The petitioner, Charles Katz, was charged with conducting illegal gambling operations across state lines in violation of federal law. In order to collect evidence against Katz, federal agents placed a warrantless wiretap on the public phone booth that he used to conduct these operations. The agents listened only to Katz's conversations, and only to the parts of his conversations dealing with illegal gambling transactions.
In the case of Olmstead v. United States (1928), the Supreme Court held that the warrantless wiretapping of phone lines did not constitute an unreasonable search under the Fourth Amendment. According to the Court, physical intrusion (a trespass) into a given area, and not mere voice amplification (the normal result of a wiretap), is required for an action to constitute a Fourth Amendment search. This is known as the "trespass doctrine." Partly in response to this decision, Congress passed the Federal Communications Act of 1933. This Act required, among other things, federal authorities to obtain a warrant before wiretapping private phone lines. In the case of Silverman v. United States (1961), the Supreme Court refined the Olmstead trespass doctrine by holding that an unreasonable search occurs only if a "constitutionally protected area" has been intruded upon.
At his trial, Katz sought to exclude any evidence connected with these wiretaps, arguing that the warrantless wiretapping of a public phone booth constitutes an unreasonable search of a "constitutionally protected area" in violation of the Fourth Amendment. The federal agents countered by saying that a public phone booth was not a "constitutionally protected area," therefore, they could place a wiretap on it without a warrant.
By a 7-1 vote, the U.S. Supreme Court agreed with Katz and held that placing of a warrantless wiretap on a public phone booth constitutes an unreasonable search in violation of the Fourth Amendment. The majority opinion, written by Justice Potter Stewart, however, did not address the case from the perspective of a "constitutionally protected area." In essence, the majority argued that both sides in the case were wrong to think that the permissibility of a warrantless wiretap depended upon the area being placed under surveillance. "For the Fourth Amendment protects people, not places. What a person knowingly exposes to the public, even in his own home or office, is not a subject of Fourth Amendment protection . . . . But what he seeks to preserve as private even in an area accessible to the public, may be constitutionally protected," the Court stated.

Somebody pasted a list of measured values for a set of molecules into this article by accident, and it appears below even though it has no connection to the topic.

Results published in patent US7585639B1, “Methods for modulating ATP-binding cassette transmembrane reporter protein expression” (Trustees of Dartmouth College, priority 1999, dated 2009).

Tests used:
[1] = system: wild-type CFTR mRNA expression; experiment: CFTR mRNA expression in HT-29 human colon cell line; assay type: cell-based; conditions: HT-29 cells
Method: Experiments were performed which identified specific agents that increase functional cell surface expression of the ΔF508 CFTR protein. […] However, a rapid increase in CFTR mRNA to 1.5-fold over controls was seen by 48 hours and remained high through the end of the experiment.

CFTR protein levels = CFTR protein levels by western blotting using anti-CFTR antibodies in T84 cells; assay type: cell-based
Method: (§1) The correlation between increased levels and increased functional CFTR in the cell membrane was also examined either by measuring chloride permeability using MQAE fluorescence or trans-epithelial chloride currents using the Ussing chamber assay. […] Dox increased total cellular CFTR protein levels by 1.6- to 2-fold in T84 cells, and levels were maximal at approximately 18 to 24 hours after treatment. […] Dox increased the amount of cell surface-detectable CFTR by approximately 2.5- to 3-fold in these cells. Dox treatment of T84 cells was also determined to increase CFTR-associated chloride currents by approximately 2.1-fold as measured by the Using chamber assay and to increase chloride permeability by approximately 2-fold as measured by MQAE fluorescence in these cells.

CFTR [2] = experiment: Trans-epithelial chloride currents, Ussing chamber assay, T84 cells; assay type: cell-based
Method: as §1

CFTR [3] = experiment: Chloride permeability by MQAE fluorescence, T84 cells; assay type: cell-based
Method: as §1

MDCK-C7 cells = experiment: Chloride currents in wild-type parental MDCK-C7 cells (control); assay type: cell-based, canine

Building upon this reasoning, the Court held that it was the duty of the Judiciary to review petitions for warrants in instances in which persons may be engaging in conduct that they wish to keep secret, even if it were done in a public place. The Court held that, in the absence of a judicially authorized search warrant, the wiretaps of the public phone booth used by Katz were illegal. Therefore, the evidence against him gathered from his conversations should be suppressed.
Justice John Marshall Harlan's Concurrence: Test for Constitutionally Protected Searches
Although he agreed with the majority opinion of the Court, Justice Harlan went further to provide a test for what is a constitutionally protected search. He said it was necessary to clarify when private actions, conducted in a public place, may be constitutionally protected. Expanding upon the general principles enunciated by the majority opinion, Justice Harlan proposed the following two-pronged test to address this issue: "My understanding of the rule that has emerged from prior judicial decisions is that there is a twofold requirement, first that a person have exhibited an actual (subjective) expectation of privacy; and second, that the expectation be one that society is prepared to recognize as 'reasonable.'"
Both the Supreme Court and the lower federal courts have looked to this two-pronged test, and not the majority holding per se, to determine when private actions in public places may be constitutionally protected. In essence, this concurrence has come to be seen as the main point of the Katz decision, and it is the test that, typically, has been used when deciding upon the constitutionality of warrantless wiretaps.